Apical lymph node dissection of the inferior mesenteric artery with preservation of left colic artery in colorectal cancer

Authors

  • Ahmed Farag El Kased Department of General Surgery, Menoufia University, Menoufia, Egypt
  • Mohammed S. Amar Department of General Surgery, Menoufia University, Menoufia, Egypt
  • Ahmed S. Elgammal Department of General Surgery, Menoufia University, Menoufia, Egypt
  • Amira M. Elfeky Department of General Surgery, Menoufia University, Menoufia, Egypt http://orcid.org/0000-0001-8929-4620

DOI:

https://doi.org/10.18203/2349-2902.isj20190389

Keywords:

Apical lymph node, Inferior mesenteric artery, Left colic artery

Abstract

Background: Nowadays, surgery for colorectal cancer has been standardized both ways in open and laparoscopic approaches but there are still debates regarding the level of ligation of the IMA at its origin from aorta (high ligation) or below the origin of left colic artery (low ligation). The technique of apical lymph node dissection with preservation of LCA has the advantage of both, better lymph node harvest and lower postoperative complications. It is controversial whether a high or low ligation of the inferior mesenteric artery (IMA) is superior. The former allows an extended lymph node clearance whereas the latter preserves the distal vascular supply via the left colic artery (LCA). Apical lymph node dissection of the IMA (ALMA) harvests nodal tissue along the IMA proximal to the LCA whilst performing a low ligation. This anatomically replicates the oncological benefit of high ligation and the vascular preservation of low ligation. This study evaluates the nodal yield of ALMA and the short-term outcome of this technique.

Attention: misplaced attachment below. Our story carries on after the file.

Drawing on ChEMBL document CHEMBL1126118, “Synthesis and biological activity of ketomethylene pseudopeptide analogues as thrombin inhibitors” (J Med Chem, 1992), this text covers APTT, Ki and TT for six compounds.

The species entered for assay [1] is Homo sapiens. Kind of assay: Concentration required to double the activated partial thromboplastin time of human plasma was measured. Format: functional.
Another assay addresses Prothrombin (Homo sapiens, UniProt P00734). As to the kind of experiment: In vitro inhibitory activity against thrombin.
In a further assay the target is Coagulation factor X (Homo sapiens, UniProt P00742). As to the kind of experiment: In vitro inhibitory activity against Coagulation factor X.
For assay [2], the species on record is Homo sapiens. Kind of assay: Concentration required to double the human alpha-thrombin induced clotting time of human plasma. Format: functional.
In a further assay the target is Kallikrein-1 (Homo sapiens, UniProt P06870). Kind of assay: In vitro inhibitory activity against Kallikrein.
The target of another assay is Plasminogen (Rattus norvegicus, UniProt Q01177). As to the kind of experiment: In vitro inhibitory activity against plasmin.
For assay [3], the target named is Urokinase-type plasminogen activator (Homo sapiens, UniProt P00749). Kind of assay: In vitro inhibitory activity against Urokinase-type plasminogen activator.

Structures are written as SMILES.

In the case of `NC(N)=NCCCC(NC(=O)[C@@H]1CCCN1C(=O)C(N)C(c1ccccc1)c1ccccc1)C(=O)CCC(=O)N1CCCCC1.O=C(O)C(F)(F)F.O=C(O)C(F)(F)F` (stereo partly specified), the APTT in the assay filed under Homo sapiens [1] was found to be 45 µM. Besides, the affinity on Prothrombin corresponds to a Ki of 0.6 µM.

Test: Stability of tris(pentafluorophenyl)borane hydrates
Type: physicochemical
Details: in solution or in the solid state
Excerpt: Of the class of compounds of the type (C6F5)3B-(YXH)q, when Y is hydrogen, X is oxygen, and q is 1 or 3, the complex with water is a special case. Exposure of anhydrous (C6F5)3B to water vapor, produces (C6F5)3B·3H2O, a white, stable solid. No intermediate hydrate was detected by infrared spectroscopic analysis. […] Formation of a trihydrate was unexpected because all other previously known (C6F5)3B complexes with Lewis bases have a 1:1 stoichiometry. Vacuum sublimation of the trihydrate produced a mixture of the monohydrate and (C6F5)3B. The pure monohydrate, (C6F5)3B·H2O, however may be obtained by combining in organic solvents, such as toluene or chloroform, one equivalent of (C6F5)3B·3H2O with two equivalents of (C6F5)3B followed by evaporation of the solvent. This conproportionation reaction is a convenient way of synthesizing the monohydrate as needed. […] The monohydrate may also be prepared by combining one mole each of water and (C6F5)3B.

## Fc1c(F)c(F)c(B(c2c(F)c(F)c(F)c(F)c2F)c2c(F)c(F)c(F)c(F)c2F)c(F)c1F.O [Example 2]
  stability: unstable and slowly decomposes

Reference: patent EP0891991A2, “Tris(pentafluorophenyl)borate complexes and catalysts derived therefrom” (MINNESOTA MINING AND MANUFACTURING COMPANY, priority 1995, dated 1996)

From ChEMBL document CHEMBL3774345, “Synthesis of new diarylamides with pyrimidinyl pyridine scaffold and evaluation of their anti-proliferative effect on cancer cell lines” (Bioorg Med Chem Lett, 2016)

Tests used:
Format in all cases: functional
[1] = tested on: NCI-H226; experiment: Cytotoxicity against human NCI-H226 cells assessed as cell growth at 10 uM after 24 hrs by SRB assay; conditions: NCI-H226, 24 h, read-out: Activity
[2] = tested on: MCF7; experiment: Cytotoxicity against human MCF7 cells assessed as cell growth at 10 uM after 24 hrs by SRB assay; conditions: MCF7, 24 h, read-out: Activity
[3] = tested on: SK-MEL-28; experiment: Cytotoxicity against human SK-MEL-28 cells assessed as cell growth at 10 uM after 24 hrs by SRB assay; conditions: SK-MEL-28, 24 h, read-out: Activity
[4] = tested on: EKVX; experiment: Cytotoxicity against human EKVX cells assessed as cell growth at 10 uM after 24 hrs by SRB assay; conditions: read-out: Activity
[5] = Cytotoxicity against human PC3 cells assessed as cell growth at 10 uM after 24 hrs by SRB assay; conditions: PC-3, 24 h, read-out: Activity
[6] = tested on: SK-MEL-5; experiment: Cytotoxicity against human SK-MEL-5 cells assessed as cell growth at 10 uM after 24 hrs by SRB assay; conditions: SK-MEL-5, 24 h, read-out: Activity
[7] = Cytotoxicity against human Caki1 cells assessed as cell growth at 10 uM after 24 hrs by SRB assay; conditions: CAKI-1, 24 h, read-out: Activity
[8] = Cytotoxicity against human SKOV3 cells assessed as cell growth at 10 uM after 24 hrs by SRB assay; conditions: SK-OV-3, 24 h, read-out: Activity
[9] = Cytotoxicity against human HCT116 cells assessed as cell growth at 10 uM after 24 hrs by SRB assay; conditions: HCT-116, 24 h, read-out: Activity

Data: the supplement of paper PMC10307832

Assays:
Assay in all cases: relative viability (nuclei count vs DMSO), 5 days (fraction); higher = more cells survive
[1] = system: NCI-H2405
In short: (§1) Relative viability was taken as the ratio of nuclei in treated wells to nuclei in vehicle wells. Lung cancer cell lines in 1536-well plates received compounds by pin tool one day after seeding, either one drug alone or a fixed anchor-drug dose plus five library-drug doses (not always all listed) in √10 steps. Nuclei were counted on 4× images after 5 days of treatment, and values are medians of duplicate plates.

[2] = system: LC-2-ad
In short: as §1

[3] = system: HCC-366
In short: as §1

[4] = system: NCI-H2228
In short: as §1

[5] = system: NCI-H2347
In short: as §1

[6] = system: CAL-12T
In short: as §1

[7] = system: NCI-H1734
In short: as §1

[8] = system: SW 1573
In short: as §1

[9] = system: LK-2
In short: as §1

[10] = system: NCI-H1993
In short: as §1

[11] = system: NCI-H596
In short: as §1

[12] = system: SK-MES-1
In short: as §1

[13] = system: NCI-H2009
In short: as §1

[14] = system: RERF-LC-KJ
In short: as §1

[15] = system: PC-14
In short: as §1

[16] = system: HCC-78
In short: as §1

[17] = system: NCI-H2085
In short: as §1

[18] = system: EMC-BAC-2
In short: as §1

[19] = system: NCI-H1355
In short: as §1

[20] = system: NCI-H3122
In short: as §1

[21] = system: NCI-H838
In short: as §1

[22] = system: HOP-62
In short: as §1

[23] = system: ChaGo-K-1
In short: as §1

Methods: Author retrospectively studied 40 patients with operable sigmoid and rectal cancer who admitted to general surgery department in Menoufia University Hospitals from May 2016 to May 2018. All patient underwent curative surgical resection with ALMA. The lymph node yield from the dissection (the ALMA specimen) was compared with the total lymph node yield. Data on the LCA anatomy, time required to perform ALMA, complications and postoperative recovery were evaluated.

Results: Results ALMA was successful in 36 patients. Median postoperative hospitalization was 5 (2-26) days without ALMA-related morbidity or mortality. The median lymph node yield was 20 (9-41) and a median of 14.3 (0-80)% were harvested with ALMA. Two patients not having neoadjuvant chemoradiotherapy had fewer than 12 lymph nodes, excluding nodes harvested from ALMA. The average time required for ALMA was 20min.

Conclusions: ALMA (lymph node dissection around the IMA preserving the root of the IMA and LCA) was feasible by this method without compromising operation time, blood loss or the number of harvested lymph nodes with accepted rate of postoperative complications.

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Published

2019-01-28

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Original Research Articles